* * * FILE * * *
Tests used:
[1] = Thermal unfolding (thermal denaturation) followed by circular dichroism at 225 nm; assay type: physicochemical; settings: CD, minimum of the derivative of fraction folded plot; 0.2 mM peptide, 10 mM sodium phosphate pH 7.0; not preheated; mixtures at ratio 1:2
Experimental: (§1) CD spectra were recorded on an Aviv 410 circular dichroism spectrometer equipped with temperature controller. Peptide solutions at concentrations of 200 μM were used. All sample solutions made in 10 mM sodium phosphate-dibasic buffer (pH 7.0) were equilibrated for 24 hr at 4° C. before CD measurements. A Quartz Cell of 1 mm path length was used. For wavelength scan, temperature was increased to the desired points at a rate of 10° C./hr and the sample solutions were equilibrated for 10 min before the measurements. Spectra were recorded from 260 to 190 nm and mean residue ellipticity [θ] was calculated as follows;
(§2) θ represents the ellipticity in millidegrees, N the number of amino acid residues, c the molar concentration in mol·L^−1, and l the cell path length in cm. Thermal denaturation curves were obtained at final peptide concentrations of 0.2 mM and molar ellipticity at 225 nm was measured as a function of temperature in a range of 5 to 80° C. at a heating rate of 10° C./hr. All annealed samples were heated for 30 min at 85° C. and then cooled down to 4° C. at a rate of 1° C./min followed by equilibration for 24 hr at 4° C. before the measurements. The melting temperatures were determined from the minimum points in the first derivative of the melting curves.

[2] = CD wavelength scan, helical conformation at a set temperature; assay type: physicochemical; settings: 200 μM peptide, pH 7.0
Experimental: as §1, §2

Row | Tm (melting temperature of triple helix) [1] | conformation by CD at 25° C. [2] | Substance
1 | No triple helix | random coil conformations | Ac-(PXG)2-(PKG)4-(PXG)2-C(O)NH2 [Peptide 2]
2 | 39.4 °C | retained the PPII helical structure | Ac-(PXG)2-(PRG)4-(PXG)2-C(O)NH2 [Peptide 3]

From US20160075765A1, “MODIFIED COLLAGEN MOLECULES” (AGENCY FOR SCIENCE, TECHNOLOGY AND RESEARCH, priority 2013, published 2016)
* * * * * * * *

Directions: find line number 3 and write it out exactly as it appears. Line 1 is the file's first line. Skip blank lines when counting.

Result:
Experimental: (§1) CD spectra were recorded on an Aviv 410 circular dichroism spectrometer equipped with temperature controller. Peptide solutions at concentrations of 200 μM were used. All sample solutions made in 10 mM sodium phosphate-dibasic buffer (pH 7.0) were equilibrated for 24 hr at 4° C. before CD measurements. A Quartz Cell of 1 mm path length was used. For wavelength scan, temperature was increased to the desired points at a rate of 10° C./hr and the sample solutions were equilibrated for 10 min before the measurements. Spectra were recorded from 260 to 190 nm and mean residue ellipticity [θ] was calculated as follows;